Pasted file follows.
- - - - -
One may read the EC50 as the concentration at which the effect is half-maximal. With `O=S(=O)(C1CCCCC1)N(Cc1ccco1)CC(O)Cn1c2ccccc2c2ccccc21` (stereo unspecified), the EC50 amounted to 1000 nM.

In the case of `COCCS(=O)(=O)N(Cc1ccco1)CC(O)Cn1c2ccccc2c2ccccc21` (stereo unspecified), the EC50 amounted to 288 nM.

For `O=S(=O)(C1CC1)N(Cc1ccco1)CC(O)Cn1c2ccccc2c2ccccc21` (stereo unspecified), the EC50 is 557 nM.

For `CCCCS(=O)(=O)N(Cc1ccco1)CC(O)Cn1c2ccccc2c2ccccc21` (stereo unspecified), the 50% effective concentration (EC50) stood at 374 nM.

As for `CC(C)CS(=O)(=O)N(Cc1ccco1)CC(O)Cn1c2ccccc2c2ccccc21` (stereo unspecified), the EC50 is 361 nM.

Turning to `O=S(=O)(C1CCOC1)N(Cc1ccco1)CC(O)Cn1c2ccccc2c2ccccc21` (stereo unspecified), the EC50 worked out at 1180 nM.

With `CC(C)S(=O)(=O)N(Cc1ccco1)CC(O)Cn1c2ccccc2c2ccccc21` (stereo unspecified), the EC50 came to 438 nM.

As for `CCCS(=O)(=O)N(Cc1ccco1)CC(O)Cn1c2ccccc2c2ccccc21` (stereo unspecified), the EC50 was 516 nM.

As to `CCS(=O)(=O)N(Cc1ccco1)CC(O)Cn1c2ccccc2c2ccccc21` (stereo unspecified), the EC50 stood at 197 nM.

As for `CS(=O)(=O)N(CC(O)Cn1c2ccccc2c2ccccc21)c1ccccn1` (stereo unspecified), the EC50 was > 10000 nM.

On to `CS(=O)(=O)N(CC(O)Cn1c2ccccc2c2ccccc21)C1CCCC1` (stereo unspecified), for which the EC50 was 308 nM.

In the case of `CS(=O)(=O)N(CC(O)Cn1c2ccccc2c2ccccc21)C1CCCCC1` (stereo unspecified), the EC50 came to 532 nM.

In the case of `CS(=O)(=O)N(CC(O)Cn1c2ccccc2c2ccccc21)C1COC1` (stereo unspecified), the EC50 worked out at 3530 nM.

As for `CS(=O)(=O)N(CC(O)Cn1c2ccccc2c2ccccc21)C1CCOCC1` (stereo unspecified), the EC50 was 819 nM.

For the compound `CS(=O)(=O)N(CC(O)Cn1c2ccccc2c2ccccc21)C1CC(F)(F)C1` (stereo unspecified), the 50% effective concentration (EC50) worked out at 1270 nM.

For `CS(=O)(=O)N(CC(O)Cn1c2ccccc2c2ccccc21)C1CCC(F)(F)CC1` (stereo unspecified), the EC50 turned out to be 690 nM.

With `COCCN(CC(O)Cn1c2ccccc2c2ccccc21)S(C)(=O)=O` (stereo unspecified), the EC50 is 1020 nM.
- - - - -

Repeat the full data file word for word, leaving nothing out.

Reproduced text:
One may read the EC50 as the concentration at which the effect is half-maximal. With `O=S(=O)(C1CCCCC1)N(Cc1ccco1)CC(O)Cn1c2ccccc2c2ccccc21` (stereo unspecified), the EC50 amounted to 1000 nM.

In the case of `COCCS(=O)(=O)N(Cc1ccco1)CC(O)Cn1c2ccccc2c2ccccc21` (stereo unspecified), the EC50 amounted to 288 nM.

For `O=S(=O)(C1CC1)N(Cc1ccco1)CC(O)Cn1c2ccccc2c2ccccc21` (stereo unspecified), the EC50 is 557 nM.

For `CCCCS(=O)(=O)N(Cc1ccco1)CC(O)Cn1c2ccccc2c2ccccc21` (stereo unspecified), the 50% effective concentration (EC50) stood at 374 nM.

As for `CC(C)CS(=O)(=O)N(Cc1ccco1)CC(O)Cn1c2ccccc2c2ccccc21` (stereo unspecified), the EC50 is 361 nM.

Turning to `O=S(=O)(C1CCOC1)N(Cc1ccco1)CC(O)Cn1c2ccccc2c2ccccc21` (stereo unspecified), the EC50 worked out at 1180 nM.

With `CC(C)S(=O)(=O)N(Cc1ccco1)CC(O)Cn1c2ccccc2c2ccccc21` (stereo unspecified), the EC50 came to 438 nM.

As for `CCCS(=O)(=O)N(Cc1ccco1)CC(O)Cn1c2ccccc2c2ccccc21` (stereo unspecified), the EC50 was 516 nM.

As to `CCS(=O)(=O)N(Cc1ccco1)CC(O)Cn1c2ccccc2c2ccccc21` (stereo unspecified), the EC50 stood at 197 nM.

As for `CS(=O)(=O)N(CC(O)Cn1c2ccccc2c2ccccc21)c1ccccn1` (stereo unspecified), the EC50 was > 10000 nM.

On to `CS(=O)(=O)N(CC(O)Cn1c2ccccc2c2ccccc21)C1CCCC1` (stereo unspecified), for which the EC50 was 308 nM.

In the case of `CS(=O)(=O)N(CC(O)Cn1c2ccccc2c2ccccc21)C1CCCCC1` (stereo unspecified), the EC50 came to 532 nM.

In the case of `CS(=O)(=O)N(CC(O)Cn1c2ccccc2c2ccccc21)C1COC1` (stereo unspecified), the EC50 worked out at 3530 nM.

As for `CS(=O)(=O)N(CC(O)Cn1c2ccccc2c2ccccc21)C1CCOCC1` (stereo unspecified), the EC50 was 819 nM.

For the compound `CS(=O)(=O)N(CC(O)Cn1c2ccccc2c2ccccc21)C1CC(F)(F)C1` (stereo unspecified), the 50% effective concentration (EC50) worked out at 1270 nM.

For `CS(=O)(=O)N(CC(O)Cn1c2ccccc2c2ccccc21)C1CCC(F)(F)CC1` (stereo unspecified), the EC50 turned out to be 690 nM.

With `COCCN(CC(O)Cn1c2ccccc2c2ccccc21)S(C)(=O)=O` (stereo unspecified), the EC50 is 1020 nM.